Waterloo Courier: ‘Group seeks changes in new Medicare prescription drug plan’

Group seeks changes in new Medicare prescription drug plan

 Waterloo Courier (IA)

Courier Staff Writer
WATERLOO --- Val Martin did her homework before giving the Medicare senior prescription drug plan a failing grade.

Martin, 81, pored over the paperwork and realized she could save money by not signing up for Medicare Part D, though it is hard to be 100 percent certain because of confusing rules and choices. Add the permanent penalty for those who didn't sign up by May 15 and a funding gap commonly referred to as the "doughnut hole," and she said the whole thing stinks.

"It's crooked. I feel it's dishonest," she said.

That was the overriding message at a public forum on Medicare Part D held Tuesday at the Waterloo Public Library from organizers and attendees. Put on by Iowa Citizen Action Network, a grassroots environmental and consumer organization, the group plans to use people's stories of dealing with the Medicare plan to lobby legislators to make changes.

Proposed alterations include:

--- Provide drugs directly through Medicare to lower costs instead of going through insurance companies.

--- Allow Medicare to negotiate for the lowest price as the U.S. Department of Veteran's Affairs does. Under the current plan, insurance companies set the prices.

--- Use the savings created by these measures to close the coverage gap. Part D requires people to pay 100 percent of their drug costs between $2,240 and $5,100.

Bob Greenwood, owner of Greenwood Pharmacy, said the months leading up to the May 15 deadline to sign up for the plan consumed his every waking hour due as customers sought his help understanding the complex rules. Since then, he said his work load has decreased, but he has suffered financially. His gross margin has dropped 4 percent since the plan went into effect and he has put $100,000 of his own money into his business because of reimbursement delays.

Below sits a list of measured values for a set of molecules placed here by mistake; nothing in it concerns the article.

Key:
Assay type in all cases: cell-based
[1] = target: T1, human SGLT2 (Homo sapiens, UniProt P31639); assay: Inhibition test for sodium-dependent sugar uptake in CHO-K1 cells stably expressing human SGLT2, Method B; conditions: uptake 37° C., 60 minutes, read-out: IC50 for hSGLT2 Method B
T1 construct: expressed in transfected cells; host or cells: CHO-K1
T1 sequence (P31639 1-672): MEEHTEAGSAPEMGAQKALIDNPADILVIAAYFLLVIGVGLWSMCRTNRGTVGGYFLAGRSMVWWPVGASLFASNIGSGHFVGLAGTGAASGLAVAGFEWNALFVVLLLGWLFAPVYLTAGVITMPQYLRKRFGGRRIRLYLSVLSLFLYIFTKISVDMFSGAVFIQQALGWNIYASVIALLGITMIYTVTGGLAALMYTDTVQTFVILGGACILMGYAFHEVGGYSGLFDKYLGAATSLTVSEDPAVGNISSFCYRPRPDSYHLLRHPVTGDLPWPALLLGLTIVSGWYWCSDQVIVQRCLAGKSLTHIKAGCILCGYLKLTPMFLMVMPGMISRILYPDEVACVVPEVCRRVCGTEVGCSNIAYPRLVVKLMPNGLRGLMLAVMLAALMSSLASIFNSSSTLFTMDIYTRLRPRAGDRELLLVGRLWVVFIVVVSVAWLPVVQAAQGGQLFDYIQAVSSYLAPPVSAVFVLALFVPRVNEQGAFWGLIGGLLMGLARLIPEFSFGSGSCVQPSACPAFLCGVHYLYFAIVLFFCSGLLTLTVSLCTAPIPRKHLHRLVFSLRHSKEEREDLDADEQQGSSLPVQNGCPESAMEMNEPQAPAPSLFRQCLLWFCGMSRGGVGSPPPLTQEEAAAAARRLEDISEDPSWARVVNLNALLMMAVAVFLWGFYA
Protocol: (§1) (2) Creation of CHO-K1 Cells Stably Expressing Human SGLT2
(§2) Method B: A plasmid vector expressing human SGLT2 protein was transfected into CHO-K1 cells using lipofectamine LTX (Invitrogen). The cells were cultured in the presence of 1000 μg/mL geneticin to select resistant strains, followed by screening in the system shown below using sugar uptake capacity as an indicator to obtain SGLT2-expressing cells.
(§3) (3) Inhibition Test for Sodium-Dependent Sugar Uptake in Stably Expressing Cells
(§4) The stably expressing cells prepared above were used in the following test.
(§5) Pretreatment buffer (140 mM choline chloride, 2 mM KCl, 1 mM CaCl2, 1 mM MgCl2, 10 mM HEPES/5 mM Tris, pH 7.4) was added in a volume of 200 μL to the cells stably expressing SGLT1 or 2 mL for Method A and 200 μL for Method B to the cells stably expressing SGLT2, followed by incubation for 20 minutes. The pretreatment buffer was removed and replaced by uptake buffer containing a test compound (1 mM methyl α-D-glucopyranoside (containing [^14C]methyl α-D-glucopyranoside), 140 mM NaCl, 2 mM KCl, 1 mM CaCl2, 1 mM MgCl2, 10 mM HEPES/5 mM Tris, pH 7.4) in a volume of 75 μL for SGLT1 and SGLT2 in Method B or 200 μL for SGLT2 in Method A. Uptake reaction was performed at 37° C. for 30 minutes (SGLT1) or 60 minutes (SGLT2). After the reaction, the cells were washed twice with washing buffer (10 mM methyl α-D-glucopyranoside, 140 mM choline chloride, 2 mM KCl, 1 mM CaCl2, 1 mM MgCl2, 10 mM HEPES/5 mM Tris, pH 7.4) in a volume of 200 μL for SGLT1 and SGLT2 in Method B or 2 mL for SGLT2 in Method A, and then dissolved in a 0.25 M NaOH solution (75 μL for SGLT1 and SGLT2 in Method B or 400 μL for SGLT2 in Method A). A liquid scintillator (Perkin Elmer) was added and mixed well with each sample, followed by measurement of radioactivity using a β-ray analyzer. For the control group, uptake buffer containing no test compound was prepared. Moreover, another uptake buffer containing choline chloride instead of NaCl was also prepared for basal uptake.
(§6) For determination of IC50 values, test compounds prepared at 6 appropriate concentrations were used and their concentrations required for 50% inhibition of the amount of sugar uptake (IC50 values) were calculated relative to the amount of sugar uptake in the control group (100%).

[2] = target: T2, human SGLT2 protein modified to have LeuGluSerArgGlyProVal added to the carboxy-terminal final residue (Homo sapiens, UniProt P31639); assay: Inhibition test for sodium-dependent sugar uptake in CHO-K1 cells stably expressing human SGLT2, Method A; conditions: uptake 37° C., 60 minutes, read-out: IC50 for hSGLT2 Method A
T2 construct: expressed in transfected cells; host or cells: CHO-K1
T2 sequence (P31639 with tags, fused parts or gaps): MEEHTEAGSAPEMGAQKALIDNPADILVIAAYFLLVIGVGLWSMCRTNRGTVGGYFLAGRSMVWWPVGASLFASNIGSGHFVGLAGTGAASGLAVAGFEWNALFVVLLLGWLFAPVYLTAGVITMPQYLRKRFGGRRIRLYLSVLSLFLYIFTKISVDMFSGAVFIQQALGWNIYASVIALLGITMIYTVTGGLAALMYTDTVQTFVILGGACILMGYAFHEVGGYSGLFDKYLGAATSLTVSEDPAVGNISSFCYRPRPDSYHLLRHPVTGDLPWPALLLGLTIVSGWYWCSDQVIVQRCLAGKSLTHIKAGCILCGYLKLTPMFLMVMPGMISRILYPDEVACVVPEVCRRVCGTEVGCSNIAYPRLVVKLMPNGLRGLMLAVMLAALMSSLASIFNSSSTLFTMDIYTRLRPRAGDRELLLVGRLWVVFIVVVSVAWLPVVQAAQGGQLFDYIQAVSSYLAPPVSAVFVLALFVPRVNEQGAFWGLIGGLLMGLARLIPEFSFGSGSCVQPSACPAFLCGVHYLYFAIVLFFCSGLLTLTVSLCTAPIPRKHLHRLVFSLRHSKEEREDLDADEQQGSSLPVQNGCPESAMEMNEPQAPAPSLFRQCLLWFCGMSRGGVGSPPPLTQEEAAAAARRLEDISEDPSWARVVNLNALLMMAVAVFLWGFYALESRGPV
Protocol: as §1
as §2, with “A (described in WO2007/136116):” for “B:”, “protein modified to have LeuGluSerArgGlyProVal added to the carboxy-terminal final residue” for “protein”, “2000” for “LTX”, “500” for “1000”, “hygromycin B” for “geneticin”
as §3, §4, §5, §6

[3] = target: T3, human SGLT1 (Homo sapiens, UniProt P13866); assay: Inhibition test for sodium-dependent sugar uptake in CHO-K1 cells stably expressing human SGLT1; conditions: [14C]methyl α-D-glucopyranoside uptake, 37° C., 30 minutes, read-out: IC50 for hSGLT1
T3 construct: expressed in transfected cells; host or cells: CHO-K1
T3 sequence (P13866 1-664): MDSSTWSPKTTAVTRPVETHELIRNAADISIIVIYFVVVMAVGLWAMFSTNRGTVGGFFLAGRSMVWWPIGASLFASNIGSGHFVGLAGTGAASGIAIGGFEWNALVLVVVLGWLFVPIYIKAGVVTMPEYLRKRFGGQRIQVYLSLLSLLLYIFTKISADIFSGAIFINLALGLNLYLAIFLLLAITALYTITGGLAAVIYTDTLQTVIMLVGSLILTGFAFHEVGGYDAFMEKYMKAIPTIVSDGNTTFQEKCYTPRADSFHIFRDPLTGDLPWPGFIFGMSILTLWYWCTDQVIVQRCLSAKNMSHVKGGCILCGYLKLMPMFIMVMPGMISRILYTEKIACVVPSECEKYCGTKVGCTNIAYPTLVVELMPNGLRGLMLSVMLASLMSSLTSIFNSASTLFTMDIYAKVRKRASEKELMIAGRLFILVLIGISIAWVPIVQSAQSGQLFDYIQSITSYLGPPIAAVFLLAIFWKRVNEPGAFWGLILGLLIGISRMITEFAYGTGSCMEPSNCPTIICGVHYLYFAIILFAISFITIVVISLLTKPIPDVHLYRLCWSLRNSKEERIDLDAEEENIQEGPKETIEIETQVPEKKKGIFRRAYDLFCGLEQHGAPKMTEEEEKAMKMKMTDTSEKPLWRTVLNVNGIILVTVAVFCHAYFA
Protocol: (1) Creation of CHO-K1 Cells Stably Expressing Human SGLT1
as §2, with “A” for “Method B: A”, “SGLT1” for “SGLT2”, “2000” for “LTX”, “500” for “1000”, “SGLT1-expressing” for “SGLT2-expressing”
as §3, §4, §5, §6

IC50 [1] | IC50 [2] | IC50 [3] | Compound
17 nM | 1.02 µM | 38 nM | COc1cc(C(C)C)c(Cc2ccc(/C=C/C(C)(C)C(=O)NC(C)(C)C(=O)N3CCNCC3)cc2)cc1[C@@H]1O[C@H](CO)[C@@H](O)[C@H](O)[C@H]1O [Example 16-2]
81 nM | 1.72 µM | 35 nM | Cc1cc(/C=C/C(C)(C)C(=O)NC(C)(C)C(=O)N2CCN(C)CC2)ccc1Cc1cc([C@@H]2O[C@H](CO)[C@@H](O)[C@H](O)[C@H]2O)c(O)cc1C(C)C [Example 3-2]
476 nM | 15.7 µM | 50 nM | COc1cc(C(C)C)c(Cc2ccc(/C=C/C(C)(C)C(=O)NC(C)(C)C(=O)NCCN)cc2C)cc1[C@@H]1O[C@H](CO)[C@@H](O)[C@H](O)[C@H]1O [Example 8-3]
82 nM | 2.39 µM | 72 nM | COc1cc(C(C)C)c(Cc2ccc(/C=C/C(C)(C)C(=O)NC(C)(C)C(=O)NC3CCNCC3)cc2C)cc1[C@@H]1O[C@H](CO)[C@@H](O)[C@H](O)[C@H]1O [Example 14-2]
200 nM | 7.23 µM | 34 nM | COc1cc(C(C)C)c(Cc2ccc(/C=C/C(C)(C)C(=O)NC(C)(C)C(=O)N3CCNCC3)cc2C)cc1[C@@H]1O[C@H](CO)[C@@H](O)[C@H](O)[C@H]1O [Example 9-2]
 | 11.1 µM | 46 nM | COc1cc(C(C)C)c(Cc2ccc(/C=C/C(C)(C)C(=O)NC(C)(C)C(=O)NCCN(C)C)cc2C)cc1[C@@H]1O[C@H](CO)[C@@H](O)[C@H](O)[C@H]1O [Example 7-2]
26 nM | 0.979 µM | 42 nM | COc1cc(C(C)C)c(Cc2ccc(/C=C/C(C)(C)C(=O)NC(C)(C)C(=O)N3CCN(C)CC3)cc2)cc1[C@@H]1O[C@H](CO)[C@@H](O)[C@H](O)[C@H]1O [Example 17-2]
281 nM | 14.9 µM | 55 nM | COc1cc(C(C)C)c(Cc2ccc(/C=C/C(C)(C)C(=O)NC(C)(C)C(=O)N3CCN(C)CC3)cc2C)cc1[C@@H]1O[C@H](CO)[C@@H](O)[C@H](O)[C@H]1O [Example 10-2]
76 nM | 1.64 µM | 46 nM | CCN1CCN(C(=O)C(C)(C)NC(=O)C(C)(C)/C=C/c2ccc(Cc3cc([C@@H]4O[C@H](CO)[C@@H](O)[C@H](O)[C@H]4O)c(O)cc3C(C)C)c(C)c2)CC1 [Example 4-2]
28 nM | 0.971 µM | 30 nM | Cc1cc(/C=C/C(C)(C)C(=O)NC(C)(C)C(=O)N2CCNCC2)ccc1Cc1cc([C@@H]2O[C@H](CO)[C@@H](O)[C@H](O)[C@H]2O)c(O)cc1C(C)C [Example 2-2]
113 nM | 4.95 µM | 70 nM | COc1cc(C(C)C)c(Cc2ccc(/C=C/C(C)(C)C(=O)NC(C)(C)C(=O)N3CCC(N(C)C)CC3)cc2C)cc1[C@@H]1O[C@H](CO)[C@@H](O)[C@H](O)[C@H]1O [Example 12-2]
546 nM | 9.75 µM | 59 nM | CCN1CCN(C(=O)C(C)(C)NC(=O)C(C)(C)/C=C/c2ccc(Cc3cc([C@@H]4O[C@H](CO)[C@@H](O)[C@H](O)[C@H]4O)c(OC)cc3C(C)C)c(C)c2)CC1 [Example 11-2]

"If I fill a prescription today ... I'll get that money in the middle of August," he said.

That's too long for his business. He's talking to Iowa legislators about forcing Medicare to reimburse pharmacies within 14 days of filling a prescription.

Greenwood would also like Congress to waive the permanent late fee imposed on those who didn't sign up by May 15. He also criticized the practice of forcing people to fill prescriptions at a certain pharmacy. For example, he said, plans offered by Humana require people to fill prescriptions exclusively at Wal-Mart.

Greenwood said difficulties with Medicare Part D --- particularly the so-called "doughnut hole" --- may come back to haunt legislators who passed the prescription drug plan.

"I have many patients in the doughnut hole, and I think around this fall election time there are going to be more," he said.

Contact Jens Manuel Krogstad at (319) 291-1580 or